Seeing Double: Extraordinary Stereographs From the 1800s - Atlas Obscura
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Seeing Double: Extraordinary Stereographs From the 1800s

Reflection in a globe with camera and tripod, 1870Reflection in a globe with camera and tripod, 1870. (Photo: Library of Congress)

Of all the forms of early photography, the stereograph was the most popular, affordable and successful. First invented in London by Sir Charles Wheatstone in 1838, a stereograph was two nearly identical images placed side by side. By working with the slightly differing viewpoints of the left eye and right eye, the twin images could become one three-dimensional picture when viewed through a device called a stereoscope.

During the mid to late 1800s, countless images were made for every possible subject. Stereographs were so popular that it was said that every home had a stereoscope. The stereograph was also used to educate. During the Civil War in particular, thousands of stereographs were produced of soldiers, battlefields, encampments and hospitals. 

There are many stereograph collections around the world, and each provides a unique insight into life in the 1800s. Atlas Obscura has scoured through admittedly only a portion of the mammoth collections held by the Library of Congress and the Boston Public Library to bring you a glimpse of one of the 19th century’s most popular forms of entertainment.  

1903. Camel drivers waiting at gate of the Taj Mahal, Agra, IndiaCamel drivers waiting at gate of the Taj Mahal, India, 1903. (Photo: Boston Public Library/flickr)

Angel and devil try to influence a friar, late 1800sA staged stereograph showing an angel and devil try to influence a friar, late 1800s. (Photo: Boston Public Library/flickr)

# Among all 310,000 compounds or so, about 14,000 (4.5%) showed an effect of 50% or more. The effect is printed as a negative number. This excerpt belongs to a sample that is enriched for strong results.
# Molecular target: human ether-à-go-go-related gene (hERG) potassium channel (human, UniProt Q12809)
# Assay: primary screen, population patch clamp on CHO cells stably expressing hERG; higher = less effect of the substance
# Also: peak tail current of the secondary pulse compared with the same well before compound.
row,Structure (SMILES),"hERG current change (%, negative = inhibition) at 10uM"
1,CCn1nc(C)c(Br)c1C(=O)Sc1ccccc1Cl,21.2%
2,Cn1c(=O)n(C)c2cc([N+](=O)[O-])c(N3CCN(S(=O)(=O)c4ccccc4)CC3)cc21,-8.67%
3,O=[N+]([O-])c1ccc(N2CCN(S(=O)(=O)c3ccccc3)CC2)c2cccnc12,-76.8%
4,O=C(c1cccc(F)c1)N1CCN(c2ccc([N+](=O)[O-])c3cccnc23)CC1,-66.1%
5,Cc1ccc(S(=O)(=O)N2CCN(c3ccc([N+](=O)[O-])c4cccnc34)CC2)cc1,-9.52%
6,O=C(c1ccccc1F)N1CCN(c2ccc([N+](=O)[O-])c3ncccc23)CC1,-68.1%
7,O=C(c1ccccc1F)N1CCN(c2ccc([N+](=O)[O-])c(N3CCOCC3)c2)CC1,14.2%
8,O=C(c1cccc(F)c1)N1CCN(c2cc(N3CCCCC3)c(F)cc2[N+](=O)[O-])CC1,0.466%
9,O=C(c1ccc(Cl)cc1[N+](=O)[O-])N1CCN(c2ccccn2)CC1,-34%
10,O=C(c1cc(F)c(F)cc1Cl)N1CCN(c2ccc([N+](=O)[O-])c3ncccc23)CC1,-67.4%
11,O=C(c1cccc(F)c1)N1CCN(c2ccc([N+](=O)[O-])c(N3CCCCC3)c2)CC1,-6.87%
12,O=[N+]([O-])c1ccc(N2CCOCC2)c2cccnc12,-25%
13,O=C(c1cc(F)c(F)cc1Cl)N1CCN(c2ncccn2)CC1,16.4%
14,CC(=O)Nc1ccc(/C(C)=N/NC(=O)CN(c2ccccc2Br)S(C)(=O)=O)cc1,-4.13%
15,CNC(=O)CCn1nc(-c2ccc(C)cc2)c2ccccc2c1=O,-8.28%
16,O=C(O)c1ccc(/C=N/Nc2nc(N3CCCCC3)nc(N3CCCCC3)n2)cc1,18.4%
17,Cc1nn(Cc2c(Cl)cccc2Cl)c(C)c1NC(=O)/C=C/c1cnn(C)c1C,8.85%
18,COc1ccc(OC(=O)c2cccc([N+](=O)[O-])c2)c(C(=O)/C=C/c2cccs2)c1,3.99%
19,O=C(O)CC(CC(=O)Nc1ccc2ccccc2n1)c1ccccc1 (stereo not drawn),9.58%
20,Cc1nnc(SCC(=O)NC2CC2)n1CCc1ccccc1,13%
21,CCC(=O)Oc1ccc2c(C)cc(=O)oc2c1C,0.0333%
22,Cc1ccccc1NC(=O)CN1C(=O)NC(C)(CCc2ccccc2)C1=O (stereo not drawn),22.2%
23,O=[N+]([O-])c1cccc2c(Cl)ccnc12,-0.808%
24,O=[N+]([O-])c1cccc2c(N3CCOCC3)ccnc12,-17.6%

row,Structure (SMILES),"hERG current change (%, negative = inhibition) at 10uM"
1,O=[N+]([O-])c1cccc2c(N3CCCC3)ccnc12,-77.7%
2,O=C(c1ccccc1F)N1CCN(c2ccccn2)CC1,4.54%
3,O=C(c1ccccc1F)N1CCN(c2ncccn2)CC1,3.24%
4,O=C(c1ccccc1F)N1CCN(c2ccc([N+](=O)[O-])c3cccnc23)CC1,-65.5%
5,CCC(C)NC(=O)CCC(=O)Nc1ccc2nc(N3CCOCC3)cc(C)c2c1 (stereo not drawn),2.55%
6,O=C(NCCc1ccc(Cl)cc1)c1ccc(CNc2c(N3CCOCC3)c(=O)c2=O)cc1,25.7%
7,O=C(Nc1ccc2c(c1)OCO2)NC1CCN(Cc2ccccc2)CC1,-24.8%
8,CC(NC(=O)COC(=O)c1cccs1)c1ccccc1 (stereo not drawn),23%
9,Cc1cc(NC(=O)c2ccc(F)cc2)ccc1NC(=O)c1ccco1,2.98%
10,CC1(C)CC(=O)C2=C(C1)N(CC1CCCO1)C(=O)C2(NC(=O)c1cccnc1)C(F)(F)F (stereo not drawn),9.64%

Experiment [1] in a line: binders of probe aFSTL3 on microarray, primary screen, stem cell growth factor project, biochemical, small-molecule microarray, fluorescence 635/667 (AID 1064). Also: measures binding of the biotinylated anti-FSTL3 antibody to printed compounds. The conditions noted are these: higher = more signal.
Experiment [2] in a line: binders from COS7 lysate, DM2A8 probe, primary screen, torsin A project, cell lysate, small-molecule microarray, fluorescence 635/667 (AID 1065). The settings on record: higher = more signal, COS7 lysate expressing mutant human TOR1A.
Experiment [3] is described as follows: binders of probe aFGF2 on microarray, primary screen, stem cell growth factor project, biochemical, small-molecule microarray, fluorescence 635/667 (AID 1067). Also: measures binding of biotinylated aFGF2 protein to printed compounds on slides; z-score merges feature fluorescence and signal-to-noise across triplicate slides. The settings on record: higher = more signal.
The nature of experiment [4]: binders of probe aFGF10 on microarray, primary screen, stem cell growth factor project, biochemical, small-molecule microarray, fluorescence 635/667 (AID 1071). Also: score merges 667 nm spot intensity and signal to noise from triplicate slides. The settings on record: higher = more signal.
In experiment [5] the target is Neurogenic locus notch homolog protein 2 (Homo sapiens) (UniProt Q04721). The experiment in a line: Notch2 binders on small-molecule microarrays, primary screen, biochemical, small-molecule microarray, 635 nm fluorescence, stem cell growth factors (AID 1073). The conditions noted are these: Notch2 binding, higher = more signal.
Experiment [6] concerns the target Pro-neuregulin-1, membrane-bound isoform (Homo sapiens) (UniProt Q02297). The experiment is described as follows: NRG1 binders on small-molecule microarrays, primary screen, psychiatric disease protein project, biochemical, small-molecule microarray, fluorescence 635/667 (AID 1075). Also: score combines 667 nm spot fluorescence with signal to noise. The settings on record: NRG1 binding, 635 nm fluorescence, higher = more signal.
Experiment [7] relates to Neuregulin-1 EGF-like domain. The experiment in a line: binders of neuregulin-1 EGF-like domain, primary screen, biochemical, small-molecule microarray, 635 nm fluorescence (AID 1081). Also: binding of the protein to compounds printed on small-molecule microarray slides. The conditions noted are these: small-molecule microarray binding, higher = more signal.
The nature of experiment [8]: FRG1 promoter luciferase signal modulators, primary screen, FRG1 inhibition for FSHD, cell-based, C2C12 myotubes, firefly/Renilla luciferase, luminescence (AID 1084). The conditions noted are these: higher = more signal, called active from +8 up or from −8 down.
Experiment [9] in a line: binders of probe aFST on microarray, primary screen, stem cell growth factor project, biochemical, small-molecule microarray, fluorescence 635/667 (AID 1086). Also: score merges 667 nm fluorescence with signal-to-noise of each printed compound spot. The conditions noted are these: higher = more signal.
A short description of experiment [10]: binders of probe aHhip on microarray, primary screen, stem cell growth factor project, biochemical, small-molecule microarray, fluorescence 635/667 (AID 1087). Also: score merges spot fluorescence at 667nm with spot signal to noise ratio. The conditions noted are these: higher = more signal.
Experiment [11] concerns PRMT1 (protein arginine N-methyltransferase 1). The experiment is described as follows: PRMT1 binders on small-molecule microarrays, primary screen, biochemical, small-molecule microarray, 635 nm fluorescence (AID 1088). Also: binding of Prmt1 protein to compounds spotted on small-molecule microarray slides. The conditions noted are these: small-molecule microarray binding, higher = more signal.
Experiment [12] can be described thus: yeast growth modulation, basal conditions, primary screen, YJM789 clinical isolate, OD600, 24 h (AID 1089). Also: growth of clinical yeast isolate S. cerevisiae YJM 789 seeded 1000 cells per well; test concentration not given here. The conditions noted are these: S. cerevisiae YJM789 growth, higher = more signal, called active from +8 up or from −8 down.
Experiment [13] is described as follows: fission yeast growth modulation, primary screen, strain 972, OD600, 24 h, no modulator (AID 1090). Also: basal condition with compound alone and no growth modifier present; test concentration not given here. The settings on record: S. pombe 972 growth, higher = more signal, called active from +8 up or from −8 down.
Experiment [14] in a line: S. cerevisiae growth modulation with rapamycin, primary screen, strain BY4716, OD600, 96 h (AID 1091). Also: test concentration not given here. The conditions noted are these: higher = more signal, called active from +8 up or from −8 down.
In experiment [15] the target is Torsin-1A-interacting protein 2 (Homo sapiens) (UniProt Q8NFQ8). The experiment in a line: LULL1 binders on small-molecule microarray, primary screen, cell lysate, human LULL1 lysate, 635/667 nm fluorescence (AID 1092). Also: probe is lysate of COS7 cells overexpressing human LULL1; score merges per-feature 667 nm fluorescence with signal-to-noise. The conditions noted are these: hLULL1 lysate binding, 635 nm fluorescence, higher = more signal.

1899. A Company barber shop. Possibly Spanish-American WarA Company barber shop, possibly during the Spanish-American War, 1899.  (Photo: Boston Public Library/flickr)

'The apple woman', Boston Common‘The apple woman’, Boston Common. (Photo: Boston Public Library/flickr)

Vacation sports at Coney Island, 1898Vacation sports at Coney Island, 1898. (Photo: Library of Congress)

Looking up his pedigree, 1898Looking up his pedigree, 1898. (Photo: Boston Public Library/flickr)

c.1915. Wright aeroplane (close view) ready for a flight, Fort Myer, Va.Wright aeroplane ready for a flight, Fort Myer, 1915. (Photo: Library of Congress)

President Roosevelt's inauguration address, 1905President Roosevelt’s inauguration address, 1905. (Photo: Library of Congress

Major General William T. Sherman, center, leaning on the breach of a cannon, with his staff at Federal Fort No. 7 near Atlanta, Georgia.Major General William T. Sherman, center, leaning on the breach of a cannon, with his staff at Federal Fort No. 7 near Atlanta, Georgia. (Photo: Library of Congress)

1865. the first Union wagon train entering Petersburg, Virginia, with provisions after the Rebels were forced to evacuate.The first Union wagon train entering Petersburg, Virginia, with provisions, 1865. (Photo: Library of Congress)

San Francisco's magnificent City Hall and Hall of Records, destroyed by fire and earthquake, 1906San Francisco’s magnificent City Hall and Hall of Records, destroyed by fire and earthquake, 1906. (Photo: Boston Public Library/flickr)

Frederick Villiers, the greatest of living war artists, in the 1905 Russo-Japanese warFrederick Villiers, ‘the greatest of living war artists’, during the 1905 Russian-Japanese war. (Photo: Boston Public Library/flickr